I was working on something similar for my job at the time doing energy management and building automation systems so my personal platform started as my personal testbed to allow me to work on my off time since our EMS platforms where from almost every manufacturer on the market so I wasn?t about to scrap it when our office was outsourced and the project scrapped!

    Nowadays I?ve worked to expand the system to integrate with a lot of the other platforms/services my clients uselike Planning Center Online, Slack, etc which has been quite nice to be able to know who?s doing what/when so the system can automatically communicate to the correct person over their preferred platform and automatically adjust to accommodate problems for example limiting power consumption of the stage lights and projectors if the HVAC system going down and have even gone as far as tying physical access control into network access control so your RFID access card has to be scanned at the entry doors to enable network access.

    All of that and a lot more I haven?t mentioned was donewith NodeJS so there is definitely a lot of potential if the JS ecosystem will be fully supported natively on the hardware with an easier process to communicate it with Netlinx code than Duet modules currently has.

    Not saying JS is the perfect choice by any means but allowing it to talk/work with Netlinx code will be a huge step forward to making projects a lot faster on the development side and enable the systems to be used a lot easier in a lot more applications than currently as it took me forever to get Netlinx to interface and share data with a couple different PLCs without just going the lazy analog IO route for statuses.

    I just really hope Samsung?s existing use and support of JS has been pushed into HARMAN as it is a great opportunity to advance the AMX presence in multiple markets/verticals like resi so we can take advantages of JS frameworks like Cordova and Electron to further advance our clients systems towards truly connected and immersive experiences.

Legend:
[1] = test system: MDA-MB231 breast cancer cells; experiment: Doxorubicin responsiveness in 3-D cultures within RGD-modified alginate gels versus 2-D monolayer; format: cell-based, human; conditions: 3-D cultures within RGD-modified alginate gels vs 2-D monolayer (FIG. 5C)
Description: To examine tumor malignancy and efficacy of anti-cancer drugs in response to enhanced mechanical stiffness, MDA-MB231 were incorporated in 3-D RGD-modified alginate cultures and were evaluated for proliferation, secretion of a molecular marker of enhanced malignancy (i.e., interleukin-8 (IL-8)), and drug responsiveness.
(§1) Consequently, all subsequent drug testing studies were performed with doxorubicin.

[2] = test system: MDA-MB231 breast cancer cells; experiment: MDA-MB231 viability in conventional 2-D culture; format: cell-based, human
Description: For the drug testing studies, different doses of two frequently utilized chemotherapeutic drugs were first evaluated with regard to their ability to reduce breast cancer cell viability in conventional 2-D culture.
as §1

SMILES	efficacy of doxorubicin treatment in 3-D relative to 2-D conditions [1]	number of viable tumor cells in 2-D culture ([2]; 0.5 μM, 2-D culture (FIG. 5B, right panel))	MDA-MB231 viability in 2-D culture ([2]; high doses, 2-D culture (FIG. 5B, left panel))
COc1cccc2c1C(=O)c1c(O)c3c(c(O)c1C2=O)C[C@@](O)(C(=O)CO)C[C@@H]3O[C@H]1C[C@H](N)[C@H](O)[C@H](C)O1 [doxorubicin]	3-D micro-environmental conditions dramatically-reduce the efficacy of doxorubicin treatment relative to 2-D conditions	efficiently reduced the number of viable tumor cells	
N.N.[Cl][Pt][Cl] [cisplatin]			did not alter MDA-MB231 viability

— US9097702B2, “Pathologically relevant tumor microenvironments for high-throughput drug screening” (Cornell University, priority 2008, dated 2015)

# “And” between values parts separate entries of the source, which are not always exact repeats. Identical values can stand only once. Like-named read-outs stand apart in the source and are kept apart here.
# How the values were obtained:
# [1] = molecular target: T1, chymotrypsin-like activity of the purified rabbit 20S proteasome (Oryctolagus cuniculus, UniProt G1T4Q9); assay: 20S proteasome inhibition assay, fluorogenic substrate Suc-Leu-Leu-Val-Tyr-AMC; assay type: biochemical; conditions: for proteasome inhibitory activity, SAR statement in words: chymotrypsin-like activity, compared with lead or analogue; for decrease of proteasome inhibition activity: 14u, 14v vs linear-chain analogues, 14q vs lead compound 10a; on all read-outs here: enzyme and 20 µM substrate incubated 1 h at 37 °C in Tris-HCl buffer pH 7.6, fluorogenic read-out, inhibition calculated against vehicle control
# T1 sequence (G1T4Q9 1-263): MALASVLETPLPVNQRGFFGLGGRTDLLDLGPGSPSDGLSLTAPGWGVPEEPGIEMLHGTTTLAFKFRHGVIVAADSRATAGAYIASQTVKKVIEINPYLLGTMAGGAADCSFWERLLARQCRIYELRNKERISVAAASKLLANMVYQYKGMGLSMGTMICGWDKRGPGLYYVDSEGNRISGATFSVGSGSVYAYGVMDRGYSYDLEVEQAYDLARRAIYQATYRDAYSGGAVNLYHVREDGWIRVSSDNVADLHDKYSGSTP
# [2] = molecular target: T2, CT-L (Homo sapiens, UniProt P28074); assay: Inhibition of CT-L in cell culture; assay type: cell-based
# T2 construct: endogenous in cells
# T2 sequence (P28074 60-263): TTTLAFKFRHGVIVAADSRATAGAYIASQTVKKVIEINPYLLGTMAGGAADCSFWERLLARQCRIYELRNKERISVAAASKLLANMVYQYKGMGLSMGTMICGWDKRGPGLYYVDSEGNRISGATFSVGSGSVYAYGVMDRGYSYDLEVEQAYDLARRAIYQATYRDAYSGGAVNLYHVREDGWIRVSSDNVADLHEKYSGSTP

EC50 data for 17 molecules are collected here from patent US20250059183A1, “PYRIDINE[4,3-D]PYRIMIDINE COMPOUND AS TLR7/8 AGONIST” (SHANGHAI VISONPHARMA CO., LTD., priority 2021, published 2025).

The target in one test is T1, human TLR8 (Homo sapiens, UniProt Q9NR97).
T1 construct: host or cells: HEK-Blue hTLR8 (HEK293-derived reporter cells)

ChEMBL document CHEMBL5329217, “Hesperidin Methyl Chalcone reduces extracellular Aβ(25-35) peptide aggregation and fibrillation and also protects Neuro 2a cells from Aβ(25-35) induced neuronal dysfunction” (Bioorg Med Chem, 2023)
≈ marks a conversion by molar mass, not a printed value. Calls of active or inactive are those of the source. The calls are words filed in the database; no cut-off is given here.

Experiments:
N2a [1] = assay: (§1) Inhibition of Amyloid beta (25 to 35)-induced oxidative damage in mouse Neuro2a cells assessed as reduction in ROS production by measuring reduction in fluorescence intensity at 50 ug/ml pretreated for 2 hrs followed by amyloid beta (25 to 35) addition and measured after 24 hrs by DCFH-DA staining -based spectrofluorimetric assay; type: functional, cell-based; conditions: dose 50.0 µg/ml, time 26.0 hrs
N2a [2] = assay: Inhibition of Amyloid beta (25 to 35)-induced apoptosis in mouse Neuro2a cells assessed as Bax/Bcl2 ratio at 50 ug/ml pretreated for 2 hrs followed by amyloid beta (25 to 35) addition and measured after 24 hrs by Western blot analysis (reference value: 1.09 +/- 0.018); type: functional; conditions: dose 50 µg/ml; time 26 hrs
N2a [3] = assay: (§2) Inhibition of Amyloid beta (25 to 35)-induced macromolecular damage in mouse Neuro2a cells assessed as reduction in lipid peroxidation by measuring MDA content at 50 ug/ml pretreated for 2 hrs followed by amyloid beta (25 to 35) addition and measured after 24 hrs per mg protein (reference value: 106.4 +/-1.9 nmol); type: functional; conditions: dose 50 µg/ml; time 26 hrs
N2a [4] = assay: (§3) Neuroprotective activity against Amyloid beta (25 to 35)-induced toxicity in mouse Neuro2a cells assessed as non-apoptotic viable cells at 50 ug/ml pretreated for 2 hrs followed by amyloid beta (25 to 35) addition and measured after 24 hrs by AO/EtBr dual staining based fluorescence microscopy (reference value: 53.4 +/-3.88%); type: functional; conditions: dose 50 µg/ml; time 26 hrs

OK enough preaching because my feet hurt from standing on this soapbox!

    DWT
  • dthomas32308dthomas32308 Independent Developer Posts: 41
    ericmedley wrote: »

    I'm with you on moving towards JS. My vote is to move the Netlinx processor to it. keep the central controller. So what if in reality it's just running an HTML-5 web page on steroids. Just keep the central controller concept.

    I so agree with your statement on HTML5 because it almost feels like HTML runs the panels now plus there is so much that can be done within HTML5 ALONE so being able to tightly tie HTML into Netlinx using another crazy versatile language to extend both to places they can?t easily reach would be the bees knees especially for resi work where people expect mobile access.

    Sorry, I?m a huge fan of JS due to the versatility and ability to run on almost everything front to backend! Again, not saying it?s a perfect language as there are a lot of great options out there but few that can run so easily across such a wide array of devices.
  • champchamp Junior Member Posts: 261
    icraigies example code is the kind of thing that should be available from AMX if they want the total cost of ownership of the product to be competitive, especially for controlling products that are also owned by Harman.

    Did you write the bssDevice and bssDsp modules yourself?
    The BSS protocol is difficult, not having a delimter or set length, requiring a length and checksum byte, and every time there should be a byte equal to $02,$03,$06 or $0F then replace it with a "$1B,$8x". You also need to convert log to linear volume levels to make ramping smooth.